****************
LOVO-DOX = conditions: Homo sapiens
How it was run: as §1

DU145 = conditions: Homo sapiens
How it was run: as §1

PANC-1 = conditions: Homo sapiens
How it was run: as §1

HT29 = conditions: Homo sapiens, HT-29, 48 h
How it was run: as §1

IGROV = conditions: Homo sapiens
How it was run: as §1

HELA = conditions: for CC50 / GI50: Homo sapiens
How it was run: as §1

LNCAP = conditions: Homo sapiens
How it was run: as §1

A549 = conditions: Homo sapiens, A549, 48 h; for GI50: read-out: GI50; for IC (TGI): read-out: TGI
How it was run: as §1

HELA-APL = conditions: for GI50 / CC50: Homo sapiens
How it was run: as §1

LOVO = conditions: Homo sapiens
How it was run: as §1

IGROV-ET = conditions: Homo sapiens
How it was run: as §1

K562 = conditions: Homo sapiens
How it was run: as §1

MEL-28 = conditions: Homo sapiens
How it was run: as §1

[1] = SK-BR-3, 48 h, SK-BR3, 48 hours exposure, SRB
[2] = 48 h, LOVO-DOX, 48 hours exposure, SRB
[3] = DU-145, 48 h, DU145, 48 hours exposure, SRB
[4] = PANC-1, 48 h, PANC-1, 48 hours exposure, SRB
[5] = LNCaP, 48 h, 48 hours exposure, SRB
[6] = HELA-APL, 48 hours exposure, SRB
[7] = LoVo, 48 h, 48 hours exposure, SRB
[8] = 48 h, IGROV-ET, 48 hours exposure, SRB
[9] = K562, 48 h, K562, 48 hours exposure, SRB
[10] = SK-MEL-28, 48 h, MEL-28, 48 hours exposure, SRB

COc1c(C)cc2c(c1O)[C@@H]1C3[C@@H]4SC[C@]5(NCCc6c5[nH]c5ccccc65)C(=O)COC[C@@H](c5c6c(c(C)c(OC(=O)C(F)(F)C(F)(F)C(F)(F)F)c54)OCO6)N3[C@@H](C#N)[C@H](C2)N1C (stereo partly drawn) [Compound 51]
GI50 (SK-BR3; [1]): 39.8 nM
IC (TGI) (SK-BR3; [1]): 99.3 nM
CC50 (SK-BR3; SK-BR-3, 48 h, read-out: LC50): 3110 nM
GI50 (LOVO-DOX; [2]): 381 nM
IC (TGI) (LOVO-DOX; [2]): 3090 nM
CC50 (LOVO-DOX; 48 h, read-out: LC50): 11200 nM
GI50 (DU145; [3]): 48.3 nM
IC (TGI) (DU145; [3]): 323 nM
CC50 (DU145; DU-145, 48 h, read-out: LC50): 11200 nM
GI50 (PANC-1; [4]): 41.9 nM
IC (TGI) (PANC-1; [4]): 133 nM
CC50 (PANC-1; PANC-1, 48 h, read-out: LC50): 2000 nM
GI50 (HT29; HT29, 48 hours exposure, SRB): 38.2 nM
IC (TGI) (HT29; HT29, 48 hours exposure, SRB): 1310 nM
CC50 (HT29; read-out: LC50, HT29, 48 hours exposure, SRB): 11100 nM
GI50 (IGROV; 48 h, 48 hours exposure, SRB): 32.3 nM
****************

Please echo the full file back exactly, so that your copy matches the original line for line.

LOVO-DOX = conditions: Homo sapiens
How it was run: as §1

DU145 = conditions: Homo sapiens
How it was run: as §1

PANC-1 = conditions: Homo sapiens
How it was run: as §1

HT29 = conditions: Homo sapiens, HT-29, 48 h
How it was run: as §1

IGROV = conditions: Homo sapiens
How it was run: as §1

HELA = conditions: for CC50 / GI50: Homo sapiens
How it was run: as §1

LNCAP = conditions: Homo sapiens
How it was run: as §1

A549 = conditions: Homo sapiens, A549, 48 h; for GI50: read-out: GI50; for IC (TGI): read-out: TGI
How it was run: as §1

HELA-APL = conditions: for GI50 / CC50: Homo sapiens
How it was run: as §1

LOVO = conditions: Homo sapiens
How it was run: as §1

IGROV-ET = conditions: Homo sapiens
How it was run: as §1

K562 = conditions: Homo sapiens
How it was run: as §1

MEL-28 = conditions: Homo sapiens
How it was run: as §1

[1] = SK-BR-3, 48 h, SK-BR3, 48 hours exposure, SRB
[2] = 48 h, LOVO-DOX, 48 hours exposure, SRB
[3] = DU-145, 48 h, DU145, 48 hours exposure, SRB
[4] = PANC-1, 48 h, PANC-1, 48 hours exposure, SRB
[5] = LNCaP, 48 h, 48 hours exposure, SRB
[6] = HELA-APL, 48 hours exposure, SRB
[7] = LoVo, 48 h, 48 hours exposure, SRB
[8] = 48 h, IGROV-ET, 48 hours exposure, SRB
[9] = K562, 48 h, K562, 48 hours exposure, SRB
[10] = SK-MEL-28, 48 h, MEL-28, 48 hours exposure, SRB

COc1c(C)cc2c(c1O)[C@@H]1C3[C@@H]4SC[C@]5(NCCc6c5[nH]c5ccccc65)C(=O)COC[C@@H](c5c6c(c(C)c(OC(=O)C(F)(F)C(F)(F)C(F)(F)F)c54)OCO6)N3[C@@H](C#N)[C@H](C2)N1C (stereo partly drawn) [Compound 51]
GI50 (SK-BR3; [1]): 39.8 nM
IC (TGI) (SK-BR3; [1]): 99.3 nM
CC50 (SK-BR3; SK-BR-3, 48 h, read-out: LC50): 3110 nM
GI50 (LOVO-DOX; [2]): 381 nM
IC (TGI) (LOVO-DOX; [2]): 3090 nM
CC50 (LOVO-DOX; 48 h, read-out: LC50): 11200 nM
GI50 (DU145; [3]): 48.3 nM
IC (TGI) (DU145; [3]): 323 nM
CC50 (DU145; DU-145, 48 h, read-out: LC50): 11200 nM
GI50 (PANC-1; [4]): 41.9 nM
IC (TGI) (PANC-1; [4]): 133 nM
CC50 (PANC-1; PANC-1, 48 h, read-out: LC50): 2000 nM
GI50 (HT29; HT29, 48 hours exposure, SRB): 38.2 nM
IC (TGI) (HT29; HT29, 48 hours exposure, SRB): 1310 nM
CC50 (HT29; read-out: LC50, HT29, 48 hours exposure, SRB): 11100 nM
GI50 (IGROV; 48 h, 48 hours exposure, SRB): 32.3 nM